FIG. 9 illustrates an exemplary computing system 900 that may be used to implement a computing device for use with the present technology. System 900 of FIG. 9 may be implemented in the contexts of the likes of servers 150, 160 and 170 of FIG. 1. The computing system 900 of FIG. 9 includes one or more processors 910 and memory 920. Main memory 920 stores, in part, instructions and data for execution by processor 910. Main memory 920 can store the executable code when in operation. The system 900 of FIG. 9 further includes a mass storage device 930, portable storage medium drive(s) 940, output devices 950, user input devices 960, a graphics display 970, and peripheral devices 980.

The components shown in FIG. 9 are depicted as being connected via a single bus 990. However, the components may be connected through one or more data transport means. For example, processor unit 910 and main memory 920 may be connected via a local microprocessor bus, and the mass storage device 930, peripheral device(s) 980, portable storage device 940, and display system 970 may be connected via one or more input/output (I/O) buses.

Mass storage device 930, which may be implemented with a magnetic disk drive or an optical disk drive, is a non-volatile storage device for storing data and instructions for use by processor unit 910. Mass storage device 930 can store the system software for implementing embodiments of the present invention for purposes of loading that software into main memory 920.

Portable storage device 940 operates in conjunction with a portable non- volatile storage medium, such as a floppy disk, compact disk or Digital video disc, to input and output data and code to and from the computer system 900 of FIG. 9. The system software for implementing embodiments of the present invention may be stored on such a portable medium and input to the computer system 900 via the portable storage device 940.

Input devices 960 provide a portion of a user interface. Input devices 960 may include an alpha-numeric keypad, such as a keyboard, for inputting alpha-numeric and other information, or a pointing device, such as a mouse, a trackball, stylus, or cursor direction keys. Additionally, the system 900 as shown in FIG. 9 includes output devices 950. Examples of suitable output devices include speakers, printers, network interfaces, and monitors.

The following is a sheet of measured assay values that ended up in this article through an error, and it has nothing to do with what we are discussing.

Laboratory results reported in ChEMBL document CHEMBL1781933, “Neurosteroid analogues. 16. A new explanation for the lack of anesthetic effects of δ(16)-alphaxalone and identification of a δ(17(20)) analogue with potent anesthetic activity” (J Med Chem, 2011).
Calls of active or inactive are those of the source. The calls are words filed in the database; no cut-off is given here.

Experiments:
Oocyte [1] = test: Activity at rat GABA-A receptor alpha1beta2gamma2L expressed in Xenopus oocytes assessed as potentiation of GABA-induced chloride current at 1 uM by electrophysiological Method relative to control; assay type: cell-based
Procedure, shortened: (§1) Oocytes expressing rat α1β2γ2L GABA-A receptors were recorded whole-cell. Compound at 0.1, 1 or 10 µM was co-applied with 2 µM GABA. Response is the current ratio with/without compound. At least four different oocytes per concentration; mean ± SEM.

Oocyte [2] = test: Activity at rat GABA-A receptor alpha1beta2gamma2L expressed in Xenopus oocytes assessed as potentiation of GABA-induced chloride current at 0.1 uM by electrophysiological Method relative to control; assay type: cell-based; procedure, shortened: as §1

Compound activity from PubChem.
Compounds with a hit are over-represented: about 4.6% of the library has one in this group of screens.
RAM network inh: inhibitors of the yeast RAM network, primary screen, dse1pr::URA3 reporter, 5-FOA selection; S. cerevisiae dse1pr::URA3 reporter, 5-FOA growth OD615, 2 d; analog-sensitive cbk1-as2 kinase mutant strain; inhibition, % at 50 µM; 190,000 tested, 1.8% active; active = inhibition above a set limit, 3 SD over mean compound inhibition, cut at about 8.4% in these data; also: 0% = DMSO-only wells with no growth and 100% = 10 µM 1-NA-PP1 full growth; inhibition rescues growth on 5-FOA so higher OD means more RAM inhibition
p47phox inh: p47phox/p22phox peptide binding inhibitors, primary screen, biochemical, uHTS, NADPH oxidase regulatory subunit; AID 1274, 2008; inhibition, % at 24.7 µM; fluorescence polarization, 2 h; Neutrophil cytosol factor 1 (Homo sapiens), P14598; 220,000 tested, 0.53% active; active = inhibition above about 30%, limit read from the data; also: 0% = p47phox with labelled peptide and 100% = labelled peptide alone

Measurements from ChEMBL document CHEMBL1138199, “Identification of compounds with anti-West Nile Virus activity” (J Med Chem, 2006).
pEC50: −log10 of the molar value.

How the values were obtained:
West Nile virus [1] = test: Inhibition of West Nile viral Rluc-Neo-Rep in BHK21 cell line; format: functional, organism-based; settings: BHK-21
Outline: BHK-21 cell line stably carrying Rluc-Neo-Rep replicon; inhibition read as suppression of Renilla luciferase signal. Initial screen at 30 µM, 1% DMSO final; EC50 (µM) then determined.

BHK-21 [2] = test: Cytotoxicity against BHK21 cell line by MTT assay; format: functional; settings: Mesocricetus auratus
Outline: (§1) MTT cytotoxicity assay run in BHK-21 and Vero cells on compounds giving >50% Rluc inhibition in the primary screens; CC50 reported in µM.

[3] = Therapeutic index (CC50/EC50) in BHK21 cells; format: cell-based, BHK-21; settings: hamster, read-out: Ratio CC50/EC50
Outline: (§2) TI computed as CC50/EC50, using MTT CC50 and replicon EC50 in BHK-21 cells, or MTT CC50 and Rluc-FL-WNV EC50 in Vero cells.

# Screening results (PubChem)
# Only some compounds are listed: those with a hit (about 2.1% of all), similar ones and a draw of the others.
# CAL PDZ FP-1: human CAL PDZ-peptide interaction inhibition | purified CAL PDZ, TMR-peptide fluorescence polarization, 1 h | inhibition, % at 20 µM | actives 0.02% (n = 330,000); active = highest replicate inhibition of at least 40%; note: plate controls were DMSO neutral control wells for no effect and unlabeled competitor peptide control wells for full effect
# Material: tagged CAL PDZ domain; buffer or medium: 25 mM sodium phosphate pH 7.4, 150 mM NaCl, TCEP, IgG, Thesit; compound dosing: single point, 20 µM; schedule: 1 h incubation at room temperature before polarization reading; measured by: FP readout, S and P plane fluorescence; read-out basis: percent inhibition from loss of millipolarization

Display system 970 may include a liquid crystal display (LCD) or other suitable display device. Display system 970 receives textual and graphical information, and processes the information for output to the display device.

Peripherals 980 may include any type of computer support device to add additional functionality to the computer system. For example, peripheral device(s) 980 may include a modem or a router.

The components contained in the computer system 900 of FIG. 9 are those typically found in computer systems that may be suitable for use with embodiments of the present invention and are intended to represent a broad category of such computer components that are well known in the art. Thus, the computer system 900 of FIG. 9 can be a personal computer, hand held computing device, telephone, mobile computing device, workstation, server, minicomputer, mainframe computer, or any other computing device. The computer can also include different bus configurations, networked platforms, multi-processor platforms, etc. Various operating systems can be used including Unix, Linux, Windows, Macintosh OS, Palm OS, and other suitable operating systems.